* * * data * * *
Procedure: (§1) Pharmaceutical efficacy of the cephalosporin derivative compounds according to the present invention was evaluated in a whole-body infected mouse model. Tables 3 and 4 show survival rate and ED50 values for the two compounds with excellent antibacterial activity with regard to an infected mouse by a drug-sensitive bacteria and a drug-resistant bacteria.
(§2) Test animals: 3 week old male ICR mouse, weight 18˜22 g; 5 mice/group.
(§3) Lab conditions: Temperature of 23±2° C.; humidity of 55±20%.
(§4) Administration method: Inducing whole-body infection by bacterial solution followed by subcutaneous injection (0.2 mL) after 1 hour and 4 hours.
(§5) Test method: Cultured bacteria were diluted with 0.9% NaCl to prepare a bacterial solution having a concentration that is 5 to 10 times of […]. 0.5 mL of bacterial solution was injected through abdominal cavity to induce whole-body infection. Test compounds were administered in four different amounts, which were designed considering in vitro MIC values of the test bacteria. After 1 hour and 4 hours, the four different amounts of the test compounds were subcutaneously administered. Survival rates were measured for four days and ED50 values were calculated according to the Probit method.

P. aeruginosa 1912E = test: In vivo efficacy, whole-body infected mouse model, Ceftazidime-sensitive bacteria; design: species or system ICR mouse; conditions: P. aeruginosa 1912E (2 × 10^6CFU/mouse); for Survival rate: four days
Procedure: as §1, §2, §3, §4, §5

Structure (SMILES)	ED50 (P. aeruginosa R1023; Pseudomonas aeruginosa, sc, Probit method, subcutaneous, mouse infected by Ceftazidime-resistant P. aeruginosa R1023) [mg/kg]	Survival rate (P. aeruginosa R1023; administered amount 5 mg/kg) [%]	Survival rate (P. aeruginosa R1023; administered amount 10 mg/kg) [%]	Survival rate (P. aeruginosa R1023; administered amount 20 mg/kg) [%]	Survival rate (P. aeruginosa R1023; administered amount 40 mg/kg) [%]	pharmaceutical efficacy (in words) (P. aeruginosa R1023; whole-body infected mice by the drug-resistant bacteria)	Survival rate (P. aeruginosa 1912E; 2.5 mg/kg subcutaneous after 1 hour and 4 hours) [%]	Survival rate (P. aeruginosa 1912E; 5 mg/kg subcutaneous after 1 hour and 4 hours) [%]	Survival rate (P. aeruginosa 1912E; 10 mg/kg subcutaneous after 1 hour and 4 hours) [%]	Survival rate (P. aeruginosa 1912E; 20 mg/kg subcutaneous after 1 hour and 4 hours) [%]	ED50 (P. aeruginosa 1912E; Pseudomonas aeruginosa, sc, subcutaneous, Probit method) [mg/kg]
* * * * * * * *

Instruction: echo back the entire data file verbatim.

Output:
Procedure: (§1) Pharmaceutical efficacy of the cephalosporin derivative compounds according to the present invention was evaluated in a whole-body infected mouse model. Tables 3 and 4 show survival rate and ED50 values for the two compounds with excellent antibacterial activity with regard to an infected mouse by a drug-sensitive bacteria and a drug-resistant bacteria.
(§2) Test animals: 3 week old male ICR mouse, weight 18˜22 g; 5 mice/group.
(§3) Lab conditions: Temperature of 23±2° C.; humidity of 55±20%.
(§4) Administration method: Inducing whole-body infection by bacterial solution followed by subcutaneous injection (0.2 mL) after 1 hour and 4 hours.
(§5) Test method: Cultured bacteria were diluted with 0.9% NaCl to prepare a bacterial solution having a concentration that is 5 to 10 times of […]. 0.5 mL of bacterial solution was injected through abdominal cavity to induce whole-body infection. Test compounds were administered in four different amounts, which were designed considering in vitro MIC values of the test bacteria. After 1 hour and 4 hours, the four different amounts of the test compounds were subcutaneously administered. Survival rates were measured for four days and ED50 values were calculated according to the Probit method.

P. aeruginosa 1912E = test: In vivo efficacy, whole-body infected mouse model, Ceftazidime-sensitive bacteria; design: species or system ICR mouse; conditions: P. aeruginosa 1912E (2 × 10^6CFU/mouse); for Survival rate: four days
Procedure: as §1, §2, §3, §4, §5

Structure (SMILES)	ED50 (P. aeruginosa R1023; Pseudomonas aeruginosa, sc, Probit method, subcutaneous, mouse infected by Ceftazidime-resistant P. aeruginosa R1023) [mg/kg]	Survival rate (P. aeruginosa R1023; administered amount 5 mg/kg) [%]	Survival rate (P. aeruginosa R1023; administered amount 10 mg/kg) [%]	Survival rate (P. aeruginosa R1023; administered amount 20 mg/kg) [%]	Survival rate (P. aeruginosa R1023; administered amount 40 mg/kg) [%]	pharmaceutical efficacy (in words) (P. aeruginosa R1023; whole-body infected mice by the drug-resistant bacteria)	Survival rate (P. aeruginosa 1912E; 2.5 mg/kg subcutaneous after 1 hour and 4 hours) [%]	Survival rate (P. aeruginosa 1912E; 5 mg/kg subcutaneous after 1 hour and 4 hours) [%]	Survival rate (P. aeruginosa 1912E; 10 mg/kg subcutaneous after 1 hour and 4 hours) [%]	Survival rate (P. aeruginosa 1912E; 20 mg/kg subcutaneous after 1 hour and 4 hours) [%]	ED50 (P. aeruginosa 1912E; Pseudomonas aeruginosa, sc, subcutaneous, Probit method) [mg/kg]